What is a “Sneezer?!” Well, a “Sneezer” is a client that you know will “sneeze” your name and business out over everyone they know and meet. If you give them a little something extra special they are bound to rake you in more clients and money. Maybe offer them a free photo session, but they still have to pay for products and prints. Or, they pay for the photo session and you give them some extra free items with their order. Pinhole makes great little gifts to give to these types of people! The brag books are some of my favorite client gifts. They are small enough for a “Sneezer Mom” to keep one in her purse, and pull it out when necessary.
A Good Portfolio Piece
Like I said before, I love shooting fashion, so if I am going to do a free shoot, it is going to be something I am extremely excited about and will in turn end up as a portfolio piece that I am proud of! So, say you want to shoot babies, well, then don’t do a free food shoot! Or if you want to mainly shoot music, don’t do free family portraits. Free shoots can also sometimes turn into paid work at a later date. I’ve done some free portfolio piece shoots where companies have purchased the rights from me later on. I can sell the rights to a shoot I originally didn’t make any money on for a few thousand dollars (depending on the client and usage). Just keep in mind this is not always guaranteed. However, if you get some exciting, amazing images out of a free shoot I think it is well worth it!
Of course there have been times where I have done things for free that I thought would be a good idea, but it turned out to not give me as much exposure as I had originally thought. I did a blog post once for a very well known company and got absolutely zero web traffic! So, there are definitely ups and downs, but I think usually it is more beneficial than not.
When weighing the pros and cons of shooting for free, if you can hit upon two of these five reasons, I think you will reap an even bigger benefit! For example, if you do a free shoot that works great in your portfolio AND it gets you coverage on a popular blog, that is all the more reason to think about shooting for free. Ultimately, you have to just be smart and decide what is beneficial for you specifically. I wouldn’t advertise yourself as shooting for free, but I don’t think you should automatically write it off completely. Just because you shoot something for free doesn’t mean you are shooting for nothing!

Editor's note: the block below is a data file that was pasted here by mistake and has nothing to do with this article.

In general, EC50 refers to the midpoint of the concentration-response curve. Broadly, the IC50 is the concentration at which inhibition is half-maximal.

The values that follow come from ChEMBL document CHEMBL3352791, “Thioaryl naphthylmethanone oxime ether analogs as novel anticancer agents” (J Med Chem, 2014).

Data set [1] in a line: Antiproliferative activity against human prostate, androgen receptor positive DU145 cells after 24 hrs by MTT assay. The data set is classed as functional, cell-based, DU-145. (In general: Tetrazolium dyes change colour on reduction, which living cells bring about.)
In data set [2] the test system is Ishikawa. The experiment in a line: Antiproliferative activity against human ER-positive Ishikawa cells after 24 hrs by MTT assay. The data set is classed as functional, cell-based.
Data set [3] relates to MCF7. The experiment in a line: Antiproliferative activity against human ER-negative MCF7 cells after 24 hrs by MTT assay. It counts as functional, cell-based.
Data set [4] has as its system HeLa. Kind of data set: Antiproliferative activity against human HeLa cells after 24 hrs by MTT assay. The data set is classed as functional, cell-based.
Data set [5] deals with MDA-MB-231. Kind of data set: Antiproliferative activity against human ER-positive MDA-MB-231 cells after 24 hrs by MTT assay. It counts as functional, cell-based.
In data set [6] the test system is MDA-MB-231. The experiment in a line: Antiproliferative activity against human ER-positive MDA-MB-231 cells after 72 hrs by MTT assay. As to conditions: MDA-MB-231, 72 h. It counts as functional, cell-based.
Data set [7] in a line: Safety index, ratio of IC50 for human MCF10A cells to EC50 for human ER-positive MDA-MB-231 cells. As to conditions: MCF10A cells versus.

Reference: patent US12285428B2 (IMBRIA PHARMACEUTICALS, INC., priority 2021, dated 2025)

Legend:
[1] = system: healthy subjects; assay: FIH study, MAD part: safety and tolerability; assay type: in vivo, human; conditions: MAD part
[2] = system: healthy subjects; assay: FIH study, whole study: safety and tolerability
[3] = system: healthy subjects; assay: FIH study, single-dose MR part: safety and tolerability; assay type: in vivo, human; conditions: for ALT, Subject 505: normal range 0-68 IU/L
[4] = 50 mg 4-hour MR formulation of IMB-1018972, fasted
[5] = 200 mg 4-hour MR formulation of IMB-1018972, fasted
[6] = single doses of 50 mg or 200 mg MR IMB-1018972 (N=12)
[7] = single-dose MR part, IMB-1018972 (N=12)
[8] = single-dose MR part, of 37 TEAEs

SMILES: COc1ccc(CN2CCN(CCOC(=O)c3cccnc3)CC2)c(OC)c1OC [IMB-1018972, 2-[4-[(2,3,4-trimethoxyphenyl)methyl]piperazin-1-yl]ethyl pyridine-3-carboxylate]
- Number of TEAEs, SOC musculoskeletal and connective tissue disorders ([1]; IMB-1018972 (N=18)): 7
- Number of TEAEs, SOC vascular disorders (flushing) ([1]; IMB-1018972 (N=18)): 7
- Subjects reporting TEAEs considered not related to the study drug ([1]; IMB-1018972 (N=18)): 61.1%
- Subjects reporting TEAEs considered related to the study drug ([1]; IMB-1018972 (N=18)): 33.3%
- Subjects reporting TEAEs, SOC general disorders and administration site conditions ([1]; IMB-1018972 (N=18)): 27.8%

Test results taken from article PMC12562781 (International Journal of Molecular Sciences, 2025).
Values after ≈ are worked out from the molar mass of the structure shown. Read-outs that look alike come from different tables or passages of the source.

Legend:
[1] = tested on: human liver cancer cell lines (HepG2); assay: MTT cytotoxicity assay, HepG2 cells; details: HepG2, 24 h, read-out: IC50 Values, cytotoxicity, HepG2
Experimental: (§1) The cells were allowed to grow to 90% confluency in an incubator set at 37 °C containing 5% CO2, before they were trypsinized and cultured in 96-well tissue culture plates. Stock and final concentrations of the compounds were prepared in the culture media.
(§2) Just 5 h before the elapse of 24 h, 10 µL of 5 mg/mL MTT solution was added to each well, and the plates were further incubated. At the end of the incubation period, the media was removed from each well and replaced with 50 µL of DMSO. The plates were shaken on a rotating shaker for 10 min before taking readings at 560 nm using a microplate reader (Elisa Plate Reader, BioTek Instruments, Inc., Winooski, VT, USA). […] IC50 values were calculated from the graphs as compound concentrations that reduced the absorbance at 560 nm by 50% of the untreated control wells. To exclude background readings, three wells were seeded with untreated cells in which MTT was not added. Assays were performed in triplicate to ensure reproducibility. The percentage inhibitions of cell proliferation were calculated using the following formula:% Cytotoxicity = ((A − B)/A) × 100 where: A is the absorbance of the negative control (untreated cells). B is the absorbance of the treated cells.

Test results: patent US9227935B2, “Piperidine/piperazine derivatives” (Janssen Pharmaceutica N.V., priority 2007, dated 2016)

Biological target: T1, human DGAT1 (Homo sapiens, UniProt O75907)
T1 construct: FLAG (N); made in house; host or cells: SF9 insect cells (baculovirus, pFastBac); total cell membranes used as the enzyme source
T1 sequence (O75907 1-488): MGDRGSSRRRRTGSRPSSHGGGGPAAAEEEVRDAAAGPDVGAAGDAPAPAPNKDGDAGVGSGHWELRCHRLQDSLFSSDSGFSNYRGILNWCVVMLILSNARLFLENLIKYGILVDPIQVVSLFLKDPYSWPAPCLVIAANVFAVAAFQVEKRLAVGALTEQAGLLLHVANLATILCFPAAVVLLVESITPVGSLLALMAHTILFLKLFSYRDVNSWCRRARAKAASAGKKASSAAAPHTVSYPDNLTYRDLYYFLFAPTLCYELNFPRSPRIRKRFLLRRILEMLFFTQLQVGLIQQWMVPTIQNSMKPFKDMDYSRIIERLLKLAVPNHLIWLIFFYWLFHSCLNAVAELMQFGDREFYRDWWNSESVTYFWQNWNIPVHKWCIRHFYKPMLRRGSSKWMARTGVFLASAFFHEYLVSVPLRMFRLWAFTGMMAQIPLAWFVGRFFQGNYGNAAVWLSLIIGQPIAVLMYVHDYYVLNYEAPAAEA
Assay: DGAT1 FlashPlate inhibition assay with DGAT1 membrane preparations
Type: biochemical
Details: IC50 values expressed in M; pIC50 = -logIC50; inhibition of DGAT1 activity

Great article! I 100% agree!
Great Article and insight into free shoots. As I start my journey into the photography business world I am faced with this to get my name out. I have taken shots of my family and friends for practice right now (and for free). They in turn plastered their photos on facebook giving credit to me! :) But I plan to start offering sessions at a fee very soon! Thanks again for your insight. It is inspiring!
These are great tips to avoid shooting “for free”! Thanks for the info!
These are wonderful tips to keep in mind. Thanks Kelsey!
Thanks so much for this article!
I have done some free shots/shoots for close friends or as gifts for people, however, then I see my photo’s on facebook and instagram floating around without my logo on them, so my name is not out there anyway. What do you in these instances? Would you ask them to give you credit? Or tell them ahead of time to only use your photos with credit to you?
Thanks so much for any advice!
That’s a great question! I always ask for credit with things like that. It is most likely that people just don’t know that they should give you credit. It’s not that they aren’t crediting you on purpose, it’s just they don’t even think about it! I think it is totally reasonable to explain why it is important they give you credit, and ask them to do so…especially if you are giving them a discount or a gift. It’s good to educate them up front on this so not to get into an awkward, “Why didn’t you credit me?” conversation after the fact.
It can definitely be frustrating, and I have had that happen to me for sure, but if you explain that you would appreciate credit up front, most of the time people are totally willing to put your name or link your site.
Hope that helps! Thanks!
Excellent advice for an issue that is always around for professional photographers!